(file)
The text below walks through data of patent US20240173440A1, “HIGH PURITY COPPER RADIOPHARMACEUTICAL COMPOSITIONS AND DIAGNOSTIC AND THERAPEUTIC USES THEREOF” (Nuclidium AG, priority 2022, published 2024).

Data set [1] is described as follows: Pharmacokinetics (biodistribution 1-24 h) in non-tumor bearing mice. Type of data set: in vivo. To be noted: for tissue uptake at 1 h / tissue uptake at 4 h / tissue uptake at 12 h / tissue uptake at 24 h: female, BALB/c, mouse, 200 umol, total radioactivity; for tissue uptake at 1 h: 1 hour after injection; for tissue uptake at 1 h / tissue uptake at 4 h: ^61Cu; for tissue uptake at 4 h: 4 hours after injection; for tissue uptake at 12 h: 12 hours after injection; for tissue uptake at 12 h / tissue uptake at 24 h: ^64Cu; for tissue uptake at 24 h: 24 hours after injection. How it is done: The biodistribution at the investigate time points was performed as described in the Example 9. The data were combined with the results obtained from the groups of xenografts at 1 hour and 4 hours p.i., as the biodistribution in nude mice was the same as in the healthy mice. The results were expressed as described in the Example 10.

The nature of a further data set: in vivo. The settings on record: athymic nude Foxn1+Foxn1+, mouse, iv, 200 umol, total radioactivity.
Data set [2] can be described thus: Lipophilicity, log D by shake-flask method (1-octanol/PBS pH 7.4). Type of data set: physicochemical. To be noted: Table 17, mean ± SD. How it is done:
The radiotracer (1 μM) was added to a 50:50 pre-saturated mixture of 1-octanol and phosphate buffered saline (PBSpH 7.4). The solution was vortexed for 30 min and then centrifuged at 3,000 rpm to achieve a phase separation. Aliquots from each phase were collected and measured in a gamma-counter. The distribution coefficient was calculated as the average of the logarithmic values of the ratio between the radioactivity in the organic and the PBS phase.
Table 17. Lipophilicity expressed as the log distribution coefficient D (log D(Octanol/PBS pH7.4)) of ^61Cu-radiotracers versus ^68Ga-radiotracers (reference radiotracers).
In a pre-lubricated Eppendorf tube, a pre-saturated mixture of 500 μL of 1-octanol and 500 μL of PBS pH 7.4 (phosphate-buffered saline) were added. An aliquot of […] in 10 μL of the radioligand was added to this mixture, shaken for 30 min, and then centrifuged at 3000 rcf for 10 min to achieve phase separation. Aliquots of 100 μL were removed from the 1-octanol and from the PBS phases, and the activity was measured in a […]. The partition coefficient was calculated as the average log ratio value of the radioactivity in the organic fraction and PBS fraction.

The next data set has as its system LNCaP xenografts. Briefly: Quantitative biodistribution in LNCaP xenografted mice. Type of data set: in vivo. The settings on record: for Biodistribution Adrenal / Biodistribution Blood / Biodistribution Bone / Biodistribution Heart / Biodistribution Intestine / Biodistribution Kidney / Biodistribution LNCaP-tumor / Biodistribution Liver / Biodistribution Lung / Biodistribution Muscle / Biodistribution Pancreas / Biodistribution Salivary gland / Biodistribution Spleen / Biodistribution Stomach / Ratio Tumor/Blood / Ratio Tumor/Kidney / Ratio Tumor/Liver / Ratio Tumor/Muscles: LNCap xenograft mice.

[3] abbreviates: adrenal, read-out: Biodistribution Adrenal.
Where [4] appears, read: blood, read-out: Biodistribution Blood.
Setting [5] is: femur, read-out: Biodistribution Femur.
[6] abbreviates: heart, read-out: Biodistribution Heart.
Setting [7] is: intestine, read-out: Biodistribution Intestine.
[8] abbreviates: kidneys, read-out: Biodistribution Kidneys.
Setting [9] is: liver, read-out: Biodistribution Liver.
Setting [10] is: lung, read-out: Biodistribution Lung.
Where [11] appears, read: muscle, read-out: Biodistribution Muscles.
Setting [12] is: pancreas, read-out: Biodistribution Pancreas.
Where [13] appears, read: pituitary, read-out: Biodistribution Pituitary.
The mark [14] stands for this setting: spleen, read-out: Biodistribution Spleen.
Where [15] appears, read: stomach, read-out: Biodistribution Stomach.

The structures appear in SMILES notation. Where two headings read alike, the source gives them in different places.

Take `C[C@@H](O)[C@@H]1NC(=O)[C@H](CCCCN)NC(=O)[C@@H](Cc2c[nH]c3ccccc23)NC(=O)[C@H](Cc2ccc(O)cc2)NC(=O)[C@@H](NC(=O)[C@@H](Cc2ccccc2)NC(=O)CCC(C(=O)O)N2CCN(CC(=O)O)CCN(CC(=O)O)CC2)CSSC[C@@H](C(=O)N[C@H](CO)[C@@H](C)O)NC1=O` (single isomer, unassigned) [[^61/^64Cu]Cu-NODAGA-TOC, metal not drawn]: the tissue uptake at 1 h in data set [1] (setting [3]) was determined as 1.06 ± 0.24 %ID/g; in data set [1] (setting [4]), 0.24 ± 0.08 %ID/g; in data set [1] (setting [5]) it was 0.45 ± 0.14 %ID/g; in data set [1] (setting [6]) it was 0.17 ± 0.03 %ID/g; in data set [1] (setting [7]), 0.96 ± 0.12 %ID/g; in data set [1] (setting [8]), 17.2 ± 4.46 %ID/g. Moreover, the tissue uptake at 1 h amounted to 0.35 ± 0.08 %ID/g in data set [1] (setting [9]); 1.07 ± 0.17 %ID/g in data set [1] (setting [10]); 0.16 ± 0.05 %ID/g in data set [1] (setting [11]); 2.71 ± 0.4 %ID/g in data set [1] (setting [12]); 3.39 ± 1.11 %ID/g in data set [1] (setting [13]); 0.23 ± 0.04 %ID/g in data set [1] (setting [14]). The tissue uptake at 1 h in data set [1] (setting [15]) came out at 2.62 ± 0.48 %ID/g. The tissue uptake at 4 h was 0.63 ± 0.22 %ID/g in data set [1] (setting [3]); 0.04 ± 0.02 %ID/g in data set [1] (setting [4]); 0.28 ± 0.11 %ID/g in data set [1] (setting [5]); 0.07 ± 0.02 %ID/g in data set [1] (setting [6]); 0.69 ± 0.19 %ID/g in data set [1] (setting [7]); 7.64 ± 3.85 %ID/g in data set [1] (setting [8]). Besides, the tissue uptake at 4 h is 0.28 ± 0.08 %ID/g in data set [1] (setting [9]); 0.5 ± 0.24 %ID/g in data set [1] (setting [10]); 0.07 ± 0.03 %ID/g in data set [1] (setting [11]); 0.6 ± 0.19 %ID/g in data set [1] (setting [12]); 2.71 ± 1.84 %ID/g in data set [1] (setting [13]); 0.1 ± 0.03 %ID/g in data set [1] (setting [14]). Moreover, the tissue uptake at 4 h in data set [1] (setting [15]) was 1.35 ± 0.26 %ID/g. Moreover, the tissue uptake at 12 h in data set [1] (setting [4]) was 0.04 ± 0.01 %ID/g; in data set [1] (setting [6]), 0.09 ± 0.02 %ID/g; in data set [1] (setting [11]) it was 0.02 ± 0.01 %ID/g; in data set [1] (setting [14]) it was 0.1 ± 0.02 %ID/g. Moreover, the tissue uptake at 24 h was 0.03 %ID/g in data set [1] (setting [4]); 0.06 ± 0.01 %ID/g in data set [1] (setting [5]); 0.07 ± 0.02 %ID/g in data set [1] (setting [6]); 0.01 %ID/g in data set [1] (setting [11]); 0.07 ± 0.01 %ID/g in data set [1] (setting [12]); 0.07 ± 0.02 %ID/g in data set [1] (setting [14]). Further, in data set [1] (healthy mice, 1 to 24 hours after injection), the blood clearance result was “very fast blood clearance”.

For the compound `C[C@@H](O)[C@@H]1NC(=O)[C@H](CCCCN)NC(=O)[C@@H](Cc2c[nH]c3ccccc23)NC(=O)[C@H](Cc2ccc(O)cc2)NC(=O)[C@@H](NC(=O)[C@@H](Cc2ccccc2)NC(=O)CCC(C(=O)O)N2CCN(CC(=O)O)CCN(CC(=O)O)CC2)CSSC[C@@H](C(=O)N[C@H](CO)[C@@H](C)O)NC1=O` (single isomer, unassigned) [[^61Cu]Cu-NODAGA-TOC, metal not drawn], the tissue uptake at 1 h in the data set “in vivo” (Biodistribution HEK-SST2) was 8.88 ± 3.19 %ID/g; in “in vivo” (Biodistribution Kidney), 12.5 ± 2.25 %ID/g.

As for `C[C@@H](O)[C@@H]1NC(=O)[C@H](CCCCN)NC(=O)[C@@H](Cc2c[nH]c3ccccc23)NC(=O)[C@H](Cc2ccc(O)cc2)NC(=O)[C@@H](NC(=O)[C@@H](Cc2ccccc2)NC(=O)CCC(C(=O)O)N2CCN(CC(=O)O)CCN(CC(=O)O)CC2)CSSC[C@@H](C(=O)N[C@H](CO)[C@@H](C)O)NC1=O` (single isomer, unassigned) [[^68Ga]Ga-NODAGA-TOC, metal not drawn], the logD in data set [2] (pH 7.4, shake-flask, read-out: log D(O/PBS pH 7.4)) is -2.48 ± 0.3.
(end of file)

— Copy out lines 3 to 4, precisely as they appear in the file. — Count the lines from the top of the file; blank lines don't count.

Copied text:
The nature of a further data set: in vivo. The settings on record: athymic nude Foxn1+Foxn1+, mouse, iv, 200 umol, total radioactivity.
Data set [2] can be described thus: Lipophilicity, log D by shake-flask method (1-octanol/PBS pH 7.4). Type of data set: physicochemical. To be noted: Table 17, mean ± SD. How it is done: